“No toys for the little ones? No books? Not even something droll and dry, like an almanac? What is wrong with you all—did your little earth pony brains shrivel up?”
He felt a ping of magic.
“Hold on, I have to take this,” he said with a sigh, turning from the ponies. He scanned the horizon; no heroes in sight. He focused on the magic again; it was the tracking spell, but its source was farther away than before. In fact, it was where he had been that morning, near Stalliongrad!
Had they simply not sensed his trap? That would explain why they didn’t try to stop him here. Quite well, actually: ponies never abandoned those in need. With a deep breath, he focused and teleported, looking to crack a few skulls for making him wait.
“Here I am, my tiny little ponies!” he roared as the cobbled highway and cheery forests from earlier swam into view, granting him blessed relief from the trapped farmers and their detestable dirt. He looked around; there was nopony in sight. There were tracks heading towards the town he’d struck earlier; the ex-unicorns had likely returned home after the spell had worn off.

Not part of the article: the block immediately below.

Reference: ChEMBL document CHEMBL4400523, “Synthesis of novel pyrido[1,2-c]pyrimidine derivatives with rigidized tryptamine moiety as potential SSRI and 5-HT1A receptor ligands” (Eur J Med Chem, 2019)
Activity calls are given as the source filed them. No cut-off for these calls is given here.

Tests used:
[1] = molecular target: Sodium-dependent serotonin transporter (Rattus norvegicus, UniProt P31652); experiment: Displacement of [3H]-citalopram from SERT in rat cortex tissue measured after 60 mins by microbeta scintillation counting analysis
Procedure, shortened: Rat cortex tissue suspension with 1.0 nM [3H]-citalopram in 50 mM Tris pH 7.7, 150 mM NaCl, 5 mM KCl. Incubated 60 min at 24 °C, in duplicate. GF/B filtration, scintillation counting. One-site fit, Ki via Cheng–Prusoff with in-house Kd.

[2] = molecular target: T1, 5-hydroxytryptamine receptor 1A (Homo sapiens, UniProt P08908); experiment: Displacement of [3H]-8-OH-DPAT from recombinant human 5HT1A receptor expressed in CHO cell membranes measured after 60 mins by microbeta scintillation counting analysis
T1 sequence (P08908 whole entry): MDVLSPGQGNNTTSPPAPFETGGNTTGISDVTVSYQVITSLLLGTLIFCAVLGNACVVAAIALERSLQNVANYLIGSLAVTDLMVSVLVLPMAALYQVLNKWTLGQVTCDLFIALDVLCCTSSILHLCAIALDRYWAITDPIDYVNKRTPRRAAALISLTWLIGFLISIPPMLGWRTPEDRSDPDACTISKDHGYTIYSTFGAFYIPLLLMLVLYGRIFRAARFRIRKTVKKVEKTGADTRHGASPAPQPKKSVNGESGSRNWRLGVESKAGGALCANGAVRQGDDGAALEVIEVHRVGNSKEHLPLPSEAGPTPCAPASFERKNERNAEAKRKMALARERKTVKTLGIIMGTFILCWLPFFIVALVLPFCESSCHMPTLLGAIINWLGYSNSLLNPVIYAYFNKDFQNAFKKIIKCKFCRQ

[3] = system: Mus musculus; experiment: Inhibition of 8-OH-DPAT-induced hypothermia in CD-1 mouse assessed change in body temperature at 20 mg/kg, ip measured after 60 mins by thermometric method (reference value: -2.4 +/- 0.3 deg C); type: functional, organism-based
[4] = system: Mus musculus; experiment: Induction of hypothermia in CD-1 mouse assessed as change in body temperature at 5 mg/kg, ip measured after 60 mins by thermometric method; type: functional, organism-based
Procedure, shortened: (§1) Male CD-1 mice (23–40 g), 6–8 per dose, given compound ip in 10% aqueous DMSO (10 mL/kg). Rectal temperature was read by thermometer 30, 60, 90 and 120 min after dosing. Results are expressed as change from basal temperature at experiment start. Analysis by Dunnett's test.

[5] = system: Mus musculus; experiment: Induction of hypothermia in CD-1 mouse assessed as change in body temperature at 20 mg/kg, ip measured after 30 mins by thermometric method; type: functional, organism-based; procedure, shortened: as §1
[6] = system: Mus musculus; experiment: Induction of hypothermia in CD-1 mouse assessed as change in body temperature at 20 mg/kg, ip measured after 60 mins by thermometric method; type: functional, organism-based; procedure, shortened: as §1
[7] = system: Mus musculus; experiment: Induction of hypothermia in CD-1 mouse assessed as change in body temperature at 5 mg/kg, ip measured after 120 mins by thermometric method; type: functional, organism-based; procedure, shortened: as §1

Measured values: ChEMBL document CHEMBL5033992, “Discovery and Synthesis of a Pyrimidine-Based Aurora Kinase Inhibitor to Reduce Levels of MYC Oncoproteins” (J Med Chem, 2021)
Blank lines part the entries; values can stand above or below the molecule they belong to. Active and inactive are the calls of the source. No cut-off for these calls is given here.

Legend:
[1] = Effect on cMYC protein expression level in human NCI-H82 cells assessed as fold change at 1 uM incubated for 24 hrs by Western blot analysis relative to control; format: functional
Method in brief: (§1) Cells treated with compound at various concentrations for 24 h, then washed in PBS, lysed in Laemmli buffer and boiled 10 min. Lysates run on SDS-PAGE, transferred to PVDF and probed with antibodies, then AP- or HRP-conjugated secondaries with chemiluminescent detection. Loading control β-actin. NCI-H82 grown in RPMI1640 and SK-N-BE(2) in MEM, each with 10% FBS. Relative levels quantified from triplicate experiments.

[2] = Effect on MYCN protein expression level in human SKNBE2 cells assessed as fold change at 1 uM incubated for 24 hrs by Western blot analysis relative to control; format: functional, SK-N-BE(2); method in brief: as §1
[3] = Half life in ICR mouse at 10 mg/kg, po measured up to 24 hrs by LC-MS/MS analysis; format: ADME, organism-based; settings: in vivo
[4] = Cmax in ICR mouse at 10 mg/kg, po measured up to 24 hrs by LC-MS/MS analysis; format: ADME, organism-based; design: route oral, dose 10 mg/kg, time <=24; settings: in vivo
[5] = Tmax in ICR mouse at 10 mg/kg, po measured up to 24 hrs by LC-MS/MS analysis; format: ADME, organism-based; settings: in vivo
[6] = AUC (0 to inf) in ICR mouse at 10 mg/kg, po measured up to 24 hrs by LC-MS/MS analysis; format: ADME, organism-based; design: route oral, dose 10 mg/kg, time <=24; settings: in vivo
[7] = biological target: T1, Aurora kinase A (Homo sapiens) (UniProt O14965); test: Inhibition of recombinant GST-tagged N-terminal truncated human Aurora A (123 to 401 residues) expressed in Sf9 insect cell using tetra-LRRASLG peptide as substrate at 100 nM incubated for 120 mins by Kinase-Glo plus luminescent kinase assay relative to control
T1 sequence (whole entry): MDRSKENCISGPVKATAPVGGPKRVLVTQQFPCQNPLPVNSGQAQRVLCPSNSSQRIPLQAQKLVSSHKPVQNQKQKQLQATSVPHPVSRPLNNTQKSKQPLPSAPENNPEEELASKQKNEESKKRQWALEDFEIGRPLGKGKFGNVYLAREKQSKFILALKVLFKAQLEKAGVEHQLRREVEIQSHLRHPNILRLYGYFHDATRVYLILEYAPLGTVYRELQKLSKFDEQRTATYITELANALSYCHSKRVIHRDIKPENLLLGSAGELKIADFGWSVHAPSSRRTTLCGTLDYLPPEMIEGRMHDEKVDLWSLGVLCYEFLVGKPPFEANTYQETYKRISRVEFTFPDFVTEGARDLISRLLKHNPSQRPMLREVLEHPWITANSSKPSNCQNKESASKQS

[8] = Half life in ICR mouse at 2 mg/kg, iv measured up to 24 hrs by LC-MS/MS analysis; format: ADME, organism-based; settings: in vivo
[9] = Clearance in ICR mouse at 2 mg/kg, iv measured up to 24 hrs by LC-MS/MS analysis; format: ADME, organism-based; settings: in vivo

The doll’s remains were gone.
Casting a spell to make himself appear to be a pegasus, he took to the air on his stolen wings. A quick check of the woods revealed nopony’s presence, and as he flew farther and farther, he found himself unable to find the tracking magic’s source. The town caught his eye—and then a rainbow streak flew from it.
He’d done quite a number on the mare. Taking a pegaus’s wings away was a rather crushing blow—and then, he’d tried to hammer her into uselessness with further magical mayhem. She was supposed to be the lynch-pin of his plan: the most loyal pony would be the one that the Elements of Harmony were least prepared to lose. She’d vanish, and they wouldn’t want to find her. It had almost worked, too, when Twilight Sparkle had tried to have her familiar use Dash’s element.
But she’d shown up. And ruined Discord’s plans. There were ponies in the world that he hated more—Celestia and Luna popped to mind, but vanished as he imagined himself throttling Twilight Sparkle—but they were few and far between.